International study may have implications for educational policy
Jan. 26, 2015
Jeff Sossamon, firstname.lastname@example.org, 573-882-3346
COLUMBIA, Mo. – Considerable attention has been paid to how boys’ educational achievements in science and math compare to girls’ accomplishments in those areas, often leading to the assumption that boys outperform girls in these areas. Now, using international data, researchers at the University of Missouri and the University of Glasgow in Glasgow, Scotland, have determined that girls outperform boys in educational achievement in 70 percent of the countries they studied—regardless of the level of gender, political, economic or social equality.
“We studied the educational achievement levels of 1.5 million 15-year-olds from around the world using data collected between 2000 and 2010,” said David Geary, Curators Professor of Psychological Sciences in the College of Arts and Science at MU. “Even in countries where women’s liberties are severely restricted, we found that girls are outperforming boys in reading, mathematics, and science literacy by age 15, regardless of political, economic, social or gender equality issues and policies found in those countries.”
According to the data, boys fall behind girls in overall achievement across reading, mathematics, and science in 70 percent of the countries studied. Boys outperform girls in only three countries or regions: Colombia, Costa Rica and the Indian state, Himachal Pradesh. Boys and girls had similar educational achievements in the United States and United Kingdom.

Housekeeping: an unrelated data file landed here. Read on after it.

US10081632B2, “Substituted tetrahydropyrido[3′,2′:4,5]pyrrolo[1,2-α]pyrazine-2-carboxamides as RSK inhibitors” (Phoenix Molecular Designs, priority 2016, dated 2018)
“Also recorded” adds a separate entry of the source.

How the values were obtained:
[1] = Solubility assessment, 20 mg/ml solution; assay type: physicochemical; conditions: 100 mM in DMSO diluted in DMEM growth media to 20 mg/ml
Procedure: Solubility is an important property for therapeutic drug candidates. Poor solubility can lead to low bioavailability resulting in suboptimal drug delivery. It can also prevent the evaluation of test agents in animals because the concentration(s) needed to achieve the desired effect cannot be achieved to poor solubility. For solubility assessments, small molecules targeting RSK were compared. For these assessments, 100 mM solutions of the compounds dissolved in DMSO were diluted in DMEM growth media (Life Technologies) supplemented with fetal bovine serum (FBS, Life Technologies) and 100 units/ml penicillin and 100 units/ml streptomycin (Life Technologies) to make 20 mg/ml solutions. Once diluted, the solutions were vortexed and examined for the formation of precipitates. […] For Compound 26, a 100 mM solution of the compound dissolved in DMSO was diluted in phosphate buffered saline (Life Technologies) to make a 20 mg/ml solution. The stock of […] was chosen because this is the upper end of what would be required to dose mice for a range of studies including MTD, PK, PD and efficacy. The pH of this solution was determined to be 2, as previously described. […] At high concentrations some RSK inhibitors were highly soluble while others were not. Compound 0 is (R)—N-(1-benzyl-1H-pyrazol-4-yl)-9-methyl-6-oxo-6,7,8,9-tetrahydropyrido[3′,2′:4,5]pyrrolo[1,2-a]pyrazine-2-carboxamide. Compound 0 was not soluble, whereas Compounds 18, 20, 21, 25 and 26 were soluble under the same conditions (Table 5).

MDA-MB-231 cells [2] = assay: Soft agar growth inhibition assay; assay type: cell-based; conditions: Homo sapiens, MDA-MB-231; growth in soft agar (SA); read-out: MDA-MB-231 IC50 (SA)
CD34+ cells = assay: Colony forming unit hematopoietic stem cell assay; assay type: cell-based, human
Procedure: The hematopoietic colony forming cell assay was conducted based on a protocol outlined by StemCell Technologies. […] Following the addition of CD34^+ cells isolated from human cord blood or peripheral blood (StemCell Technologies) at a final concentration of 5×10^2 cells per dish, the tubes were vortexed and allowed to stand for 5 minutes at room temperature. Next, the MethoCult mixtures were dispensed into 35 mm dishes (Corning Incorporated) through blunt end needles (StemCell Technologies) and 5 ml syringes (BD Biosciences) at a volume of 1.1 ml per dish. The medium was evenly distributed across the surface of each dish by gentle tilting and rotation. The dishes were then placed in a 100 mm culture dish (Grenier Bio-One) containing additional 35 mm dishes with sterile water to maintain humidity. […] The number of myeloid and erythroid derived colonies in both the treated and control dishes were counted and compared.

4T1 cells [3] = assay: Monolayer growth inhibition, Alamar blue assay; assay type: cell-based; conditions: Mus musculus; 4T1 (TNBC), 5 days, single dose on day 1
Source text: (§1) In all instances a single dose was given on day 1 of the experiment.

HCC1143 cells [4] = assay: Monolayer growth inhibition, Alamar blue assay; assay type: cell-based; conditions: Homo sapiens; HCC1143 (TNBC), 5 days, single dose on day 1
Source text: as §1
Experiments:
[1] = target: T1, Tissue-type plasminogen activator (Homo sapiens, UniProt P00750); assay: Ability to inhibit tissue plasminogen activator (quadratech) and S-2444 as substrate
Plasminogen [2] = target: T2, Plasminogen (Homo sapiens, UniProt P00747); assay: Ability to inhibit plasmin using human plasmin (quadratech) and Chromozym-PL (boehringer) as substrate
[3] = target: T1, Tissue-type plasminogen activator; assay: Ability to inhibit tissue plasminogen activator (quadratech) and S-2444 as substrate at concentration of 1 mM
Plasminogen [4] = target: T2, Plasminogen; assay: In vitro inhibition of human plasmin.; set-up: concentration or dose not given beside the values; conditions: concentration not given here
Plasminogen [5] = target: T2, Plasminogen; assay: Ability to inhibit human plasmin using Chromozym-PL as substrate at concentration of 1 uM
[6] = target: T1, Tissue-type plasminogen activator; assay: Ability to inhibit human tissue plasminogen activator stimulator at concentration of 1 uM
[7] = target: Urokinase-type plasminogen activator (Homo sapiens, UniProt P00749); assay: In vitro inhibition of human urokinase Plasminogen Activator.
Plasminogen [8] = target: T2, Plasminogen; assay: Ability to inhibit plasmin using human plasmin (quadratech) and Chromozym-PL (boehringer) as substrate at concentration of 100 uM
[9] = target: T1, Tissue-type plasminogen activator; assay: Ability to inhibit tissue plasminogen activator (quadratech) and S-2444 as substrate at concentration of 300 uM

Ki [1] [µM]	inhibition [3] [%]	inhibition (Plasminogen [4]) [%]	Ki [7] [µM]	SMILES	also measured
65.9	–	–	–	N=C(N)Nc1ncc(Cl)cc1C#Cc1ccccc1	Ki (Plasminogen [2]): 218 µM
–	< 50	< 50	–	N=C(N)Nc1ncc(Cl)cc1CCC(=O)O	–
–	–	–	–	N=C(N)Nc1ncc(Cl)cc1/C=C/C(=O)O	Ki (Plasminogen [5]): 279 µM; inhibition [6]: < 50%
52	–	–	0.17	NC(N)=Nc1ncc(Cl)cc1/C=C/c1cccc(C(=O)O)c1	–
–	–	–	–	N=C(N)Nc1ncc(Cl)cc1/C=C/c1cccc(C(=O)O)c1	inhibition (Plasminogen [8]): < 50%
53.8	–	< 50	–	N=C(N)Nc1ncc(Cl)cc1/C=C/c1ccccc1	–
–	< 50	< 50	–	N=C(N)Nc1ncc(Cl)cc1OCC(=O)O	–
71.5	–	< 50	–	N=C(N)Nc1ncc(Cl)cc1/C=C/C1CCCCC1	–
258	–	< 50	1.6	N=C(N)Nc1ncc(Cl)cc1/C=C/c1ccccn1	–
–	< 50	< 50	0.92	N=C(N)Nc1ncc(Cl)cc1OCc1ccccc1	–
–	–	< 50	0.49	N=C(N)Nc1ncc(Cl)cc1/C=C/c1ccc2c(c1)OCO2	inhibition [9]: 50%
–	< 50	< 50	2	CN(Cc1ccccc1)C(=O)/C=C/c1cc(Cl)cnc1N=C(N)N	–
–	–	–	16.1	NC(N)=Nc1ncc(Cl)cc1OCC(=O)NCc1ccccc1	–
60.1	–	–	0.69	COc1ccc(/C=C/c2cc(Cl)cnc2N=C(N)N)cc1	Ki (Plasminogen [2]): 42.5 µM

In countries known for relatively low gender equality ratings, such as Qatar, Jordan and the United Arab Emirates, the educational achievement gap is relatively large and favors girls.
The one exception worldwide is among students in economically developed nations where high achieving boys outperform high achieving girls, researchers said.
“With the exception of high-achievers, boys have poorer educational outcomes than girls around the world, independent of social equality indicators,” said Gijsbert Stoet, reader in psychology at the University of Glasgow. “Results show that a commitment to gender equality on its own is not enough to close the achievement gaps in global education; the gap is not increasing. Although it is vital that we promote gender equality in schools, we also need to make sure that we’re doing more to understand why these gaps, especially among boys, persist and what other policies we can develop to close them.”
The study also has important implications for educational policy, the researchers said.
“The data will influence how policymakers think about the options available,” said Geary. “For example, to increase levels of equal opportunities in education. We believe that policymakers and educators should not expect that broad progress in social equality will necessarily result in educational equality. In fact, we found that with the exception of high achievers, boys have poorer educational outcomes than girls around the world, independent of social equality indicators. Therefore, in order to effectively close the gaps in achievement, education policymakers should consider factors other than political, economic and social equality, and especially as related to boys’ overall achievement and high-achieving girls’ interest in mathematics and science.”
The study, “Sex differences in academic achievement are not related to political, economic or social equality,” recently was published in the peer reviewed journal, Intelligence.
Editor’s Note: For more on this story, please see: “Sex differences in academic achievement are not related to political, economic or social equality.”